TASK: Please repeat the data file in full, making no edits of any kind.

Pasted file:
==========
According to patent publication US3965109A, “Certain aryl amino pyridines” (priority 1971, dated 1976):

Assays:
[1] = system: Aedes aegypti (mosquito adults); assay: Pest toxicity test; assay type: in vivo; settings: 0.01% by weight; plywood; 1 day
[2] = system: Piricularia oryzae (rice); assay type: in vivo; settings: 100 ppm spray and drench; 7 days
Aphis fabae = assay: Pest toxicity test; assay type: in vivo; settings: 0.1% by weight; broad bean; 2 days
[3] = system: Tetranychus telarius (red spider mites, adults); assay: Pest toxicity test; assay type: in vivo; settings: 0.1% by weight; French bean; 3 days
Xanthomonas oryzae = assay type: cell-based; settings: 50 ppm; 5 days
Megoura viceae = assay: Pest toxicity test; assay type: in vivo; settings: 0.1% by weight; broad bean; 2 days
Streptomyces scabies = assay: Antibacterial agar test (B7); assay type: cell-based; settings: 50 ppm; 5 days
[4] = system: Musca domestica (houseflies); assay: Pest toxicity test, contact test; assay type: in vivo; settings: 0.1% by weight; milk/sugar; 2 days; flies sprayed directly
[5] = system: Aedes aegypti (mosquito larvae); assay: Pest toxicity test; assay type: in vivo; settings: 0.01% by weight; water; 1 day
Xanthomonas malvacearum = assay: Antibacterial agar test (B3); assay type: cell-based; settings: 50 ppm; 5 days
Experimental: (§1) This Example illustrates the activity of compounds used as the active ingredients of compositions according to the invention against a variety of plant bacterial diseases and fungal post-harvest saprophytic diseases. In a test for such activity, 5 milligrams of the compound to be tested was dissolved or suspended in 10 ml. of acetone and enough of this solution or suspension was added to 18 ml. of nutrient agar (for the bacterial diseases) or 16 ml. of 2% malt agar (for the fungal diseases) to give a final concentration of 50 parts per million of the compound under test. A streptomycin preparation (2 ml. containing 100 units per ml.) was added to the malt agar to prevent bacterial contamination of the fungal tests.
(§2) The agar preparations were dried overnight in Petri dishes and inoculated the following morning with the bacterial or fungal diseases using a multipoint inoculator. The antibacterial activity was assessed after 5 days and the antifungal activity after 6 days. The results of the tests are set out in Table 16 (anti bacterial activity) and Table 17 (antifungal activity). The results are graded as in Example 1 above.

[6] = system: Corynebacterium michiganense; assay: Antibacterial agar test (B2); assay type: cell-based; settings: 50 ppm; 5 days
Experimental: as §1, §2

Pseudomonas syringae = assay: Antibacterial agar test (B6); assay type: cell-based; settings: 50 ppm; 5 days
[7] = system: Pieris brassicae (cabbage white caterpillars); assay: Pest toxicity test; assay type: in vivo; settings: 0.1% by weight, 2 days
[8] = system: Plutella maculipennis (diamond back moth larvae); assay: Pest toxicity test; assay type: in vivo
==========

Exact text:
According to patent publication US3965109A, “Certain aryl amino pyridines” (priority 1971, dated 1976):

Assays:
[1] = system: Aedes aegypti (mosquito adults); assay: Pest toxicity test; assay type: in vivo; settings: 0.01% by weight; plywood; 1 day
[2] = system: Piricularia oryzae (rice); assay type: in vivo; settings: 100 ppm spray and drench; 7 days
Aphis fabae = assay: Pest toxicity test; assay type: in vivo; settings: 0.1% by weight; broad bean; 2 days
[3] = system: Tetranychus telarius (red spider mites, adults); assay: Pest toxicity test; assay type: in vivo; settings: 0.1% by weight; French bean; 3 days
Xanthomonas oryzae = assay type: cell-based; settings: 50 ppm; 5 days
Megoura viceae = assay: Pest toxicity test; assay type: in vivo; settings: 0.1% by weight; broad bean; 2 days
Streptomyces scabies = assay: Antibacterial agar test (B7); assay type: cell-based; settings: 50 ppm; 5 days
[4] = system: Musca domestica (houseflies); assay: Pest toxicity test, contact test; assay type: in vivo; settings: 0.1% by weight; milk/sugar; 2 days; flies sprayed directly
[5] = system: Aedes aegypti (mosquito larvae); assay: Pest toxicity test; assay type: in vivo; settings: 0.01% by weight; water; 1 day
Xanthomonas malvacearum = assay: Antibacterial agar test (B3); assay type: cell-based; settings: 50 ppm; 5 days
Experimental: (§1) This Example illustrates the activity of compounds used as the active ingredients of compositions according to the invention against a variety of plant bacterial diseases and fungal post-harvest saprophytic diseases. In a test for such activity, 5 milligrams of the compound to be tested was dissolved or suspended in 10 ml. of acetone and enough of this solution or suspension was added to 18 ml. of nutrient agar (for the bacterial diseases) or 16 ml. of 2% malt agar (for the fungal diseases) to give a final concentration of 50 parts per million of the compound under test. A streptomycin preparation (2 ml. containing 100 units per ml.) was added to the malt agar to prevent bacterial contamination of the fungal tests.
(§2) The agar preparations were dried overnight in Petri dishes and inoculated the following morning with the bacterial or fungal diseases using a multipoint inoculator. The antibacterial activity was assessed after 5 days and the antifungal activity after 6 days. The results of the tests are set out in Table 16 (anti bacterial activity) and Table 17 (antifungal activity). The results are graded as in Example 1 above.

[6] = system: Corynebacterium michiganense; assay: Antibacterial agar test (B2); assay type: cell-based; settings: 50 ppm; 5 days
Experimental: as §1, §2

Pseudomonas syringae = assay: Antibacterial agar test (B6); assay type: cell-based; settings: 50 ppm; 5 days
[7] = system: Pieris brassicae (cabbage white caterpillars); assay: Pest toxicity test; assay type: in vivo; settings: 0.1% by weight, 2 days
[8] = system: Plutella maculipennis (diamond back moth larvae); assay: Pest toxicity test; assay type: in vivo